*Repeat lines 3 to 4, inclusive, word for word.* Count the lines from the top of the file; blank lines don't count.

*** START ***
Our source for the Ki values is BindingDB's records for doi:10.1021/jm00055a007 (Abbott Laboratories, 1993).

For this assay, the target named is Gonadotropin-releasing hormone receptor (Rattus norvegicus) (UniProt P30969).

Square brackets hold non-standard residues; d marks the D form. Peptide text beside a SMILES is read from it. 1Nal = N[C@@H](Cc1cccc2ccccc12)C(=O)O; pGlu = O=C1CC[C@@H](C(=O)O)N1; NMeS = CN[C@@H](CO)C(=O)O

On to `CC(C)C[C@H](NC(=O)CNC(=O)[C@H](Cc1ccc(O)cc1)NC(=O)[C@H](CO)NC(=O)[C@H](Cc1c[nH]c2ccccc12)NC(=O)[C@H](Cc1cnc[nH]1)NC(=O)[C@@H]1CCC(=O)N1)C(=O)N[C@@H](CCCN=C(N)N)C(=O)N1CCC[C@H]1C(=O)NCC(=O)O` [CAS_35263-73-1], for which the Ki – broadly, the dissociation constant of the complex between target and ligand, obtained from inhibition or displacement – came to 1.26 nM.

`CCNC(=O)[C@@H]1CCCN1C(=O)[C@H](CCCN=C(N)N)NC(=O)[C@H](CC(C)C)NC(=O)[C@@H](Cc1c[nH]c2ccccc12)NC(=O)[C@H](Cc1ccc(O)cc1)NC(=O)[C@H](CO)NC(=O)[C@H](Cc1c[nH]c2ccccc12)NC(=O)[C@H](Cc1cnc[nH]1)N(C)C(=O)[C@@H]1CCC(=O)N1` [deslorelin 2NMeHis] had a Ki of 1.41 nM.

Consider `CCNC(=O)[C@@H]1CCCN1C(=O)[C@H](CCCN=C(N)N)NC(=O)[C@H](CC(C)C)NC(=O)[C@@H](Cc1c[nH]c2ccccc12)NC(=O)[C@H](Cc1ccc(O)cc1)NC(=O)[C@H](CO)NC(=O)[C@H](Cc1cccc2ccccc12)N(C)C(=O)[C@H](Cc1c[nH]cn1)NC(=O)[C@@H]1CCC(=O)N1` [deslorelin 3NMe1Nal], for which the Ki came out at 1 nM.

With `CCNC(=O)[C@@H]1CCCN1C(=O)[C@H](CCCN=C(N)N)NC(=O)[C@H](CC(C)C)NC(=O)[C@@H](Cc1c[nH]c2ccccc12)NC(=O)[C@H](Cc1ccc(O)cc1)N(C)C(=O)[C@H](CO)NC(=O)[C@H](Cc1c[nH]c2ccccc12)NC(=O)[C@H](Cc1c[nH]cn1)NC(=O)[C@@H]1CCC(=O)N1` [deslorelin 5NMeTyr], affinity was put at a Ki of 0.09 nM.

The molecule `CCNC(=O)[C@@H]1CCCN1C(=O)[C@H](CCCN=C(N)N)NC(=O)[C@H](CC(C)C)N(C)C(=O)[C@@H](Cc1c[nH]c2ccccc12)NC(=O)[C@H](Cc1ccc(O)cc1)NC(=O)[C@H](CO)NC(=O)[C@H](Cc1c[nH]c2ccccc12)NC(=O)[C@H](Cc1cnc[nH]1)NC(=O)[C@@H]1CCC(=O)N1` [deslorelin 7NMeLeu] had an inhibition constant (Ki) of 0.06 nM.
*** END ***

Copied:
Square brackets hold non-standard residues; d marks the D form. Peptide text beside a SMILES is read from it. 1Nal = N[C@@H](Cc1cccc2ccccc12)C(=O)O; pGlu = O=C1CC[C@@H](C(=O)O)N1; NMeS = CN[C@@H](CO)C(=O)O

On to `CC(C)C[C@H](NC(=O)CNC(=O)[C@H](Cc1ccc(O)cc1)NC(=O)[C@H](CO)NC(=O)[C@H](Cc1c[nH]c2ccccc12)NC(=O)[C@H](Cc1cnc[nH]1)NC(=O)[C@@H]1CCC(=O)N1)C(=O)N[C@@H](CCCN=C(N)N)C(=O)N1CCC[C@H]1C(=O)NCC(=O)O` [CAS_35263-73-1], for which the Ki – broadly, the dissociation constant of the complex between target and ligand, obtained from inhibition or displacement – came to 1.26 nM.